Erika Feller is currently a Vice-Chancellors Fellow at the Melbourne School of Government. Erika’s experience in moving from the position of Assistant Commissioner for Protection at the UNHCR into a university environment gives her a unique understanding of the use and demands for research in a very applied field, as well as a glimpse of what drives university research. So of course we asked her to discuss all of this over lunch with the K* Network.
Erika introduced us to her work at the UNHCR and discussed the various attempts that had been made to integrate more closely work by researchers with the needs of the UNHCR. The push for better evidence on which to base decisions was driven and supported by Antonio Guterres, now Secretary General of the UN. The most successful attempts to integrate research and research users were around the implementation of program monitoring and evaluation, perhaps because it naturally opens up a feedback loop for program improvements that are implementable and fully contextualized.
Erika noted as well that in her experience, university based researchers were reluctant to rely on grey literature type documents as sources of reliable/valid information. Given the huge number of reports that are produced by the UN (and all NGOs in my experience) that are based in rigorous research methods, this creates an unfortunate gap in what is considered valid for academic research purposes and contributes to a considerable amount of repetition of similar research across organisations.
Erika is still keen to see researchers working with end users and developing research that has direct applicability to protections for refugees and asylum seekers. To that end, Erika has been collaborating with the Melbourne Law School in developing a Centre of Excellence in Statelessness. The Centre aims to move academic research in this arena from a very theoretical base to a more action oriented space with a remit to inform policy and practise. In conjunction with the UNHCR and other powerful allies, the potential for this research to have significant positive impacts on the treatment and protection of stateless peoples is a promising development.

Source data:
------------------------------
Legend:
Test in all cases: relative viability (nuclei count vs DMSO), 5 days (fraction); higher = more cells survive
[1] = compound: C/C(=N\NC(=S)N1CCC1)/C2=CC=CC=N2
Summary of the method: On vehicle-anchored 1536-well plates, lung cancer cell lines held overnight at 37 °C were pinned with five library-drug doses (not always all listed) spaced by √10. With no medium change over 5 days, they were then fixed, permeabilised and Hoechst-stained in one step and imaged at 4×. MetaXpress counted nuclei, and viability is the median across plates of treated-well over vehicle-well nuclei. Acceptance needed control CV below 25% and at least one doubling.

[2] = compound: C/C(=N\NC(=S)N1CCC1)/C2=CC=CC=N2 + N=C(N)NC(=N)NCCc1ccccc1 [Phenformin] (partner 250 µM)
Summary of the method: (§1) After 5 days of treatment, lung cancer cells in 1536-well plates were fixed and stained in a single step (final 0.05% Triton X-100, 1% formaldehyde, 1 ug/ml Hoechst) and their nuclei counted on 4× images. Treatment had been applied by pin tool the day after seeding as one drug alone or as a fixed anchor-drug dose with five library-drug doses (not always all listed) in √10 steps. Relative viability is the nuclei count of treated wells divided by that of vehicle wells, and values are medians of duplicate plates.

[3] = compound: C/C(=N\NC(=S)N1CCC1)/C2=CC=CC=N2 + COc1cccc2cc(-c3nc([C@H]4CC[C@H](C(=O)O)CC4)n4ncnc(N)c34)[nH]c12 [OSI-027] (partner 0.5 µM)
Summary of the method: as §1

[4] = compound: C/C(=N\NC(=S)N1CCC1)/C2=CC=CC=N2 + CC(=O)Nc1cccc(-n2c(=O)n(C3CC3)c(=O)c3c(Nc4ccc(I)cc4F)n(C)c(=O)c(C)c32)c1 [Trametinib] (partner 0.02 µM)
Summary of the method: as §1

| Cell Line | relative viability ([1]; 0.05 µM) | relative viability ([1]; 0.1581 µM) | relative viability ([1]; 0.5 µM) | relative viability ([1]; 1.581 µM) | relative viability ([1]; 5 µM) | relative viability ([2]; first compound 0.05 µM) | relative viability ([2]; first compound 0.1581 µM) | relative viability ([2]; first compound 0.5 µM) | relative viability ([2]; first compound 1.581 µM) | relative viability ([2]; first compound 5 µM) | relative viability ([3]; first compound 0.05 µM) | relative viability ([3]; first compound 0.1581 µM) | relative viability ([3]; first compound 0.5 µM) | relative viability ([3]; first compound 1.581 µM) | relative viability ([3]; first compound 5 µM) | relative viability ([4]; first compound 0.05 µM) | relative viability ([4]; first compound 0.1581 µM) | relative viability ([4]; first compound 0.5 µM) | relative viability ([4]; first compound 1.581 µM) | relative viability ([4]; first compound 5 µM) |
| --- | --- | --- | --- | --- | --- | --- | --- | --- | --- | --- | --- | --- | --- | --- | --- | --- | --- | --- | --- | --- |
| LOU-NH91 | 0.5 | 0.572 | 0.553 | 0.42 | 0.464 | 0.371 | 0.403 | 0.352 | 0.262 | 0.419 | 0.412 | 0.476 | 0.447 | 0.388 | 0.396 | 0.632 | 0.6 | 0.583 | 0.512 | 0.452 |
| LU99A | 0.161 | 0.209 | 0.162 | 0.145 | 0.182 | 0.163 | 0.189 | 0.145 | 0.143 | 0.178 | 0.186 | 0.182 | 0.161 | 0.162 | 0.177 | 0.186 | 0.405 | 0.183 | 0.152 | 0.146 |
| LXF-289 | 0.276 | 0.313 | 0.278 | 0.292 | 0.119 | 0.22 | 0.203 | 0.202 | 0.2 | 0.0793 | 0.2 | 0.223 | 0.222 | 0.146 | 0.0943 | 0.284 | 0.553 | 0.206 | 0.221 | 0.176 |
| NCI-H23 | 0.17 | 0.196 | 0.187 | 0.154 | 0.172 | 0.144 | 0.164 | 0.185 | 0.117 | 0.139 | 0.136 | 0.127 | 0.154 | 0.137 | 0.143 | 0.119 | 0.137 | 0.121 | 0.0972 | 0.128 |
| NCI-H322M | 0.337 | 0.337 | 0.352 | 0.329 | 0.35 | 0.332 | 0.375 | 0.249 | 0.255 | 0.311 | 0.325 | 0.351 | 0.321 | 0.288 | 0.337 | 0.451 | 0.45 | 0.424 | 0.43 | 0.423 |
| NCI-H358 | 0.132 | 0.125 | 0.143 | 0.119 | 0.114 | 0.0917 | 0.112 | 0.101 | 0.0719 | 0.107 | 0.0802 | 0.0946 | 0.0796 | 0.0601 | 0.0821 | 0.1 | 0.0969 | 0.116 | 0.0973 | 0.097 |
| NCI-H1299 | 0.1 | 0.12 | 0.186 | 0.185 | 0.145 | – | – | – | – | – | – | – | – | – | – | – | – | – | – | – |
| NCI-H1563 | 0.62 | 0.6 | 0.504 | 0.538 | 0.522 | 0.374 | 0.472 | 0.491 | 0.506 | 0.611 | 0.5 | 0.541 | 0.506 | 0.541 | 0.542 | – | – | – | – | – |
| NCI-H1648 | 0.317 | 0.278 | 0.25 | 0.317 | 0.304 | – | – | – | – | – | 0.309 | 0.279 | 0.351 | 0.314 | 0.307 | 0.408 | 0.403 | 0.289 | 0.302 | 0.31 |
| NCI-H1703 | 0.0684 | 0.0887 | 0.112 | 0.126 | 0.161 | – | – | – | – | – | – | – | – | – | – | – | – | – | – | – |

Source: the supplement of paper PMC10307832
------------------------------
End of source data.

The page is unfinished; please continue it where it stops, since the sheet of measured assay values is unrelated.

Of course Erika’s experiences launched a robust discussion including the role of leadership and culture in driving research use in organisations. This raised questions about the willingness of leaders to accept advice from “outside the circle” and the place of programs like ‘thinkers in residence’ and ‘government readers’ and ‘knowledge brokers’ for creating positions where researchers can be insiders in both practitioner and research circles. Erika pointed us to research by UNSW in conjunction with UNHCR that has led to the development of a toolkit this is now being applied globally to identify women at risk in refugee situations. This research, driven by the end user has had ready acceptance within the practitioner community and is making a difference to the lives of vulnerable women. For research users like UNHCR, having more research in the social sciences that prioritizes substantive improvements to human well-being as an outcome, would be a welcome thing.